Bangalore: Saab AB is looking at India as a base for some manufacturing and is hoping that the country will relax the rule on foreign direct investment in defence so that it can better control and manage its intellectual property. In an interview ahead of aircraft expo Aero India 2011 that opens on Wednesday, Inderjit Sial, the head of the Indian arm of the company which is hoping to sell its combat aircraft JAS-39 Gripen to India, spoke to Mint. Edited excerpts.
What are the Saab AB ’s plans for India?
We are looking at Aero India to display the capabilities of our missile system, aircraft, radar, electronic warfare command and control system. All these are opportunities we are pursuing here. This is a good opportunity to showcase our capabilities to customers and Indian partners. We have fixed up a number of meetings with SMEs (small and medium enterprises) during the show; (these firms could be) part of our supply chain for all products in our portfolio, including aircraft, systems and subsystems. We are looking for partnerships on IT—the embedded software part—and we are also looking at component manufacturing, precision machining, and composites development.
Seeking partnerships: Inderjit Sial says Saab is discussing the possibility of forming joint ventures for various programmes with Indian firms.
Yours is one of six firms shortlisted by India for the purchase of medium multi-role combat aircraft (MMRCA). What do you expect from this year’s Aero India show?
It’s different this year. It has emerged as a larger platform to display our capabilities and also (an opportunity to) look for commercial interactions. Usually, there were only aircraft at such shows but this time we also have subsystems on display. We have, for the first time, brought missile systems, the RBS-170 next generation one. It is an air defence missile system which we have offered to India. We are going to display this primarily for all the three armed forces. In communication systems we are going to display the capabilities of the Carabus which is an anti-foliage radar and head-up display for the helicopters. On the civil aviation side we have brought civil aircraft, Saab 2000 and 340 to the show for the first time.
India is a booming civil aircraft market and things are also picking up on the defence side. What role do you see India playing in your company’s global operations?
We are looking at India as a manufacturing hub. We have tie-ups with public sector companies such as Hindustan Aeronautics Ltd (HAL), Bharat Electronics Ltd (BEL), the Ordnance Factory Board and with private companies on various projects. We are also in talks with HAL for an airborne electronic warfare system. We are also discussing the possibility of forming joint ventures for various programmes. India is an important marketing and manufacturing hub for us.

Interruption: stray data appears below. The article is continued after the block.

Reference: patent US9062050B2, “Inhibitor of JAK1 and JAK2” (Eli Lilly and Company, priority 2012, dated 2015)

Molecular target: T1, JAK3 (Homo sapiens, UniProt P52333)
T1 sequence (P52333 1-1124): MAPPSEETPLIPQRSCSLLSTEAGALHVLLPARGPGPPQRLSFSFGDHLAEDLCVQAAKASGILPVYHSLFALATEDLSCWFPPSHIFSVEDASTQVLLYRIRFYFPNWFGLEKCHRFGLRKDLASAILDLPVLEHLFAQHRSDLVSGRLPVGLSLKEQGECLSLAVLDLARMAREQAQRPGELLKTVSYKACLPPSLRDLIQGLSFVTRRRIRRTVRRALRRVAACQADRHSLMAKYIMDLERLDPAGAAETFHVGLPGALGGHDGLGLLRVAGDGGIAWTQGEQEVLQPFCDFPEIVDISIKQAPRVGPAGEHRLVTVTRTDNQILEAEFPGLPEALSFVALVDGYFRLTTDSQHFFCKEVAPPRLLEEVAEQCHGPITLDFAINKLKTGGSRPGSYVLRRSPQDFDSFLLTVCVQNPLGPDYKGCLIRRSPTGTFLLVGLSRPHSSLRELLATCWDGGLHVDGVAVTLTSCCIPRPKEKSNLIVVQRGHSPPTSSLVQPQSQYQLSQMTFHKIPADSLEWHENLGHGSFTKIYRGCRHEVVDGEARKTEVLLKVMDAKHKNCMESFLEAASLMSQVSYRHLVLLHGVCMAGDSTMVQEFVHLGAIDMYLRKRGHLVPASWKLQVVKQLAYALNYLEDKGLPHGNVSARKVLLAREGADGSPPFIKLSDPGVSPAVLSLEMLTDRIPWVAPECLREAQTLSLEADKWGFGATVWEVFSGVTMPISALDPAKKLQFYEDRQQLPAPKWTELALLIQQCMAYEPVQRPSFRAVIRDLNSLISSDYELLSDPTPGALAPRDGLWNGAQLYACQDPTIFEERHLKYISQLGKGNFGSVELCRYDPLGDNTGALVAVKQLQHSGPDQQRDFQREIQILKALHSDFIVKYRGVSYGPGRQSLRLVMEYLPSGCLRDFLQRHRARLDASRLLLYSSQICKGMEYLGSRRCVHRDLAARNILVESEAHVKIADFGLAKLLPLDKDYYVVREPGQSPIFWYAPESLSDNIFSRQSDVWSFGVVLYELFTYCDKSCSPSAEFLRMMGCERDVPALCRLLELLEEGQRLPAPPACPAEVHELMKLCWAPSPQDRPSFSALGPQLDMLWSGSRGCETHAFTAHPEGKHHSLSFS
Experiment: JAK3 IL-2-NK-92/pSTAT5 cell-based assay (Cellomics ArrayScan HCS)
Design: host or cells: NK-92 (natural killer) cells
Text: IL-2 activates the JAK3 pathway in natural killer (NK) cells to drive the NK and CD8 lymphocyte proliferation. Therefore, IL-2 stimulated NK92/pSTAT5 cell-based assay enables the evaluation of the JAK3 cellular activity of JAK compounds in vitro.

What kind of offset opportunities will Saab’s deals throw up? (Under the offset policy, defence contractors such as Saab that win deals from India will have to source components or systems worth a certain proportion of the deal from Indian companies.)
The defence procurement policy of 2011 gives us an opportunity to work in dual aerospace domains. We can leverage both civil and military areas as far as offsets are concerned. We are into both spaces and that will help us go a long way in fulfilling our offset contracts. On the MMRCA front, we are offering complete technology transfer, which means we will share the latest technology on Gripen NG. It will be complete, with system and subsystems, including source codes. So it will be an Indian Gripen that is inducted into the Indian Air Force (should India choose the aircraft).
And on the political front we are (from) a neutral country (Sweden), non-aligned like India and we don’t have any bars, and that is why we are ready to share complete technology with India.
How ready and prepared are Indian companies to absorb technologies being offered by you either as an offset contract or through a joint venture?
The firms in India require a lot of training as the Indian defence industry is still at infancy stage. We bring in technology through these offsets (or) joint ventures and train them; invest here; and turn India into supply chain hub. I think aeronautics is a critical domain area and technology in this area is required in India because the country needs to build aircraft, missile systems and communication systems. India is going to benefit if the Indian government allows technology transfer under the offset ambit. We will be able to share the latest technology and so will other global firms.
What do you expect from the Indian government in terms of its Foreign Direct Investment (FDI) rules?
We want FDI to be raised from 26% to 49%. The reason is, we want intellectual property rights and that will be possible if we have a slightly higher margin of investment. India will benefit; it will get the advantage of having our supply chain to get into the market.